We hope to see you there! Don’t be shy – register now! Continue reading

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IntelliJ IDEA 2017.3 EAP: Better Synchronization of your Settings Across Devices and Other improvements

Today we’re publishing a new IntelliJ IDEA 2017.3 EAP build, which includes some very interesting features. Let’s have a look!

Better synchronization of your settings across devices

If you work with JetBrains IDEs on different computers, then you have probably faced an annoying issue. For each computer you use, you need to specify the IDE settings, such as: keyboard shortcuts, syntax highlighting, appearance, plugins and other options.

The problem was partially solved with the built-in plugin, Settings Repository. For the plugin to synchronize the settings, it is not very convenient, you have to create a Git repository (on GitHub or with another service) and specify it in the IDE.

To make the process of synchronizing the settings even safer and more user-friendly, we are developing a new mechanism. This mechanism relies partly on the Settings Repository, but uses the repository on the JetBrains side to store the settings, access to this repository would then be possible through a JetBrains Account (JBA).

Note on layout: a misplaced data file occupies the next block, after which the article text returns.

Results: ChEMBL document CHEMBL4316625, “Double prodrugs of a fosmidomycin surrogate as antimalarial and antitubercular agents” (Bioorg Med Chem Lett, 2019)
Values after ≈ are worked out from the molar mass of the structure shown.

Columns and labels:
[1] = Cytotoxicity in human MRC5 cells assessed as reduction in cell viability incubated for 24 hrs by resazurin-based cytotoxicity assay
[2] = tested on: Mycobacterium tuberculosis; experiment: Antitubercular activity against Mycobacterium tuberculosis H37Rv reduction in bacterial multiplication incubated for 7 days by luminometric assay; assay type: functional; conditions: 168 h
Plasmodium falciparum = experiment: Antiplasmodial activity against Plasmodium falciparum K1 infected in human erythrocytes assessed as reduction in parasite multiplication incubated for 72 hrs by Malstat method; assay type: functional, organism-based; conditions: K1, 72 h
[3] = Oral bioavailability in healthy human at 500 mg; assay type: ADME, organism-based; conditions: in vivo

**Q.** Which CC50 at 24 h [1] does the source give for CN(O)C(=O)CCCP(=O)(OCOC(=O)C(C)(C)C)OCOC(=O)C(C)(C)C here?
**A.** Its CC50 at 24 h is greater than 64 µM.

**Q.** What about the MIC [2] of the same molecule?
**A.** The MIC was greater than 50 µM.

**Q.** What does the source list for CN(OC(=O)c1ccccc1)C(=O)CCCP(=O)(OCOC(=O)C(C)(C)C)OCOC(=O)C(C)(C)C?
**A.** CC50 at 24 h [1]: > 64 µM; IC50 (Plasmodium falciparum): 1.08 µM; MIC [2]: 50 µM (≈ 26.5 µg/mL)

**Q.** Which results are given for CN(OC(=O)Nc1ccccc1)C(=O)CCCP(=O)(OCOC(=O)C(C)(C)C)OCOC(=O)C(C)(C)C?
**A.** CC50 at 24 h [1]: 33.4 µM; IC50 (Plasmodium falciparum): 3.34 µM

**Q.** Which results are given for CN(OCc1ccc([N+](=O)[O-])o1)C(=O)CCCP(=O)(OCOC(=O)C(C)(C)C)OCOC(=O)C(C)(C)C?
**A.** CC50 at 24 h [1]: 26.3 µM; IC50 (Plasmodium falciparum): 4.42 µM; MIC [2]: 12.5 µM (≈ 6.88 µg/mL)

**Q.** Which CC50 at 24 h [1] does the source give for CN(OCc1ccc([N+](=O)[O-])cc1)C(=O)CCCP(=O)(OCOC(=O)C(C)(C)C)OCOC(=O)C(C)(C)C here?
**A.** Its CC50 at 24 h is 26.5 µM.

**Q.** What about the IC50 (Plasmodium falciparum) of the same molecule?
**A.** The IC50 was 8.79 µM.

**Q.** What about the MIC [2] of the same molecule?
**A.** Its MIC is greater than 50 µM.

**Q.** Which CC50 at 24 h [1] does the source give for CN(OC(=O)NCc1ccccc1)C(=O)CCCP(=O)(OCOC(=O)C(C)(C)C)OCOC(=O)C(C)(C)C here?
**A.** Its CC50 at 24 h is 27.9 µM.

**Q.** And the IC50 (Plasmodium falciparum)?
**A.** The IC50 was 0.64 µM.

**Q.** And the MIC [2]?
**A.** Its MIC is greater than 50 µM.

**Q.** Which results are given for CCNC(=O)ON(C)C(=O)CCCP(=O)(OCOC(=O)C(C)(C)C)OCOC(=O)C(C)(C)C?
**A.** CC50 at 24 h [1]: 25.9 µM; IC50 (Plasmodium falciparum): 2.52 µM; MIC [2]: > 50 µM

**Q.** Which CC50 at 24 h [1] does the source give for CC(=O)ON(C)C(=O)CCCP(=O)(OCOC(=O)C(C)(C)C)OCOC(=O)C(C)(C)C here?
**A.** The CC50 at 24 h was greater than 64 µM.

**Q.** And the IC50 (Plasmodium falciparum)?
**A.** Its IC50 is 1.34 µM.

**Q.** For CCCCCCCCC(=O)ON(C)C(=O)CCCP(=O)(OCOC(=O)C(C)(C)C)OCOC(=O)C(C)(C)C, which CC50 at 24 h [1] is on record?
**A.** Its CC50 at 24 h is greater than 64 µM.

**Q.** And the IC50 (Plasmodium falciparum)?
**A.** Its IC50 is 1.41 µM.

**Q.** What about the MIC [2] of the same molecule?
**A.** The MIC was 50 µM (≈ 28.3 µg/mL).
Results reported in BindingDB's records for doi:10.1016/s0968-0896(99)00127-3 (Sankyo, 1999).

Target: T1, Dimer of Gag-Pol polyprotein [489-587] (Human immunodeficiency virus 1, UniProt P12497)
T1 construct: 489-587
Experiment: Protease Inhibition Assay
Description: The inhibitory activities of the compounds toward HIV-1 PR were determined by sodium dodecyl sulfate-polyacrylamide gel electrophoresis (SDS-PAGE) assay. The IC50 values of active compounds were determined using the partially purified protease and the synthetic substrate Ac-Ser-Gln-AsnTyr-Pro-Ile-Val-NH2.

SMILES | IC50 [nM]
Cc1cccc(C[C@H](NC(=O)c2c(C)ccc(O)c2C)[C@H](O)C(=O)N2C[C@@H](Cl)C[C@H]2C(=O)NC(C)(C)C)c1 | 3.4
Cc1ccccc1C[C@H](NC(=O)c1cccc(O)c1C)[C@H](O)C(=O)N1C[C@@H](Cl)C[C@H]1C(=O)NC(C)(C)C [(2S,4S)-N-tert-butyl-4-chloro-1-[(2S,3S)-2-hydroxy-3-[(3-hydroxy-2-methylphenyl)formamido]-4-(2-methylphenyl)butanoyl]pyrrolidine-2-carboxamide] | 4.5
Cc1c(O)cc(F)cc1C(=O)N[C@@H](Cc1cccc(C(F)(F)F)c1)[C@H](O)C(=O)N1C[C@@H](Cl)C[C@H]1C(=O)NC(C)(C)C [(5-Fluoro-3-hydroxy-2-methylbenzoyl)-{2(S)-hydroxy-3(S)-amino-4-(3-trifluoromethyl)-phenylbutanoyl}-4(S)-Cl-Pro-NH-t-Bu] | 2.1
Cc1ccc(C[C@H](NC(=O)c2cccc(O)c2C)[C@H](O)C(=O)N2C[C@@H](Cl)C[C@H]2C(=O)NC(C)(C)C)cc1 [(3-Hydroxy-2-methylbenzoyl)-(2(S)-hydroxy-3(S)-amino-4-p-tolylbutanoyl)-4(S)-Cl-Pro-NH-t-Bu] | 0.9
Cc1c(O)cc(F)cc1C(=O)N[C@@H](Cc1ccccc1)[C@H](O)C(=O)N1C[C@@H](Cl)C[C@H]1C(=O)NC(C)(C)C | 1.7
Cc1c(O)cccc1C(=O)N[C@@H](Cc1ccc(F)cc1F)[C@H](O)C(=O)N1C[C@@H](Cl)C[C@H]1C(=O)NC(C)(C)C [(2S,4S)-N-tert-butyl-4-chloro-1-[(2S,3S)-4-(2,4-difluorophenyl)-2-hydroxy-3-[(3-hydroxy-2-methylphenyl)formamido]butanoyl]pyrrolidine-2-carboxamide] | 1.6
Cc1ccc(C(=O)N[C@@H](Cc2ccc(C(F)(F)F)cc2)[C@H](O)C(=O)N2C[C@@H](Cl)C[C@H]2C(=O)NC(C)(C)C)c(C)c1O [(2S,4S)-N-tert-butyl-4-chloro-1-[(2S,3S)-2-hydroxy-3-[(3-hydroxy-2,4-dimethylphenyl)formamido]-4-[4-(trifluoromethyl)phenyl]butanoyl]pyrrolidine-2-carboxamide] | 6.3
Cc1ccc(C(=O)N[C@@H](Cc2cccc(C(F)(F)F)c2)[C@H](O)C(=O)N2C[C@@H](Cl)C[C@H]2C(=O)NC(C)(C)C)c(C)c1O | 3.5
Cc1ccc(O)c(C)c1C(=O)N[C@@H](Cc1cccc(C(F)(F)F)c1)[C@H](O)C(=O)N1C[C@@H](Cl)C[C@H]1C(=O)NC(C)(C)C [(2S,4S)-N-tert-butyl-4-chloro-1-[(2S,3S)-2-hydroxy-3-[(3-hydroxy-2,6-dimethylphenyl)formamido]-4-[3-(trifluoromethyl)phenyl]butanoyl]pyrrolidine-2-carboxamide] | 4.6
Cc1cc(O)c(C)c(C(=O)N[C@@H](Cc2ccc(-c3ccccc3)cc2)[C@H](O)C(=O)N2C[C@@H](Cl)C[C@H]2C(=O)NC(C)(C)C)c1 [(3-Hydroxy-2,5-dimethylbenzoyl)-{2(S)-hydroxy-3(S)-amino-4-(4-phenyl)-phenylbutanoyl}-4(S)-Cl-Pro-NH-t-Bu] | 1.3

With this new approach, you won’t need to spend time on creating and configuring a Git repository. And now, your settings won’t be available to other users.

In addition to this more convenient method of storage, the new mechanism allows you to synchronize not only settings, but also all your installed plugins.

The new plugin will in time be made available for all our paid products (IntelliJ IDEA Ultimate, PhpStorm, PyCharm, CLion, RubyMine, Rider, etc.). Continue reading

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Java 9 and IntelliJ IDEA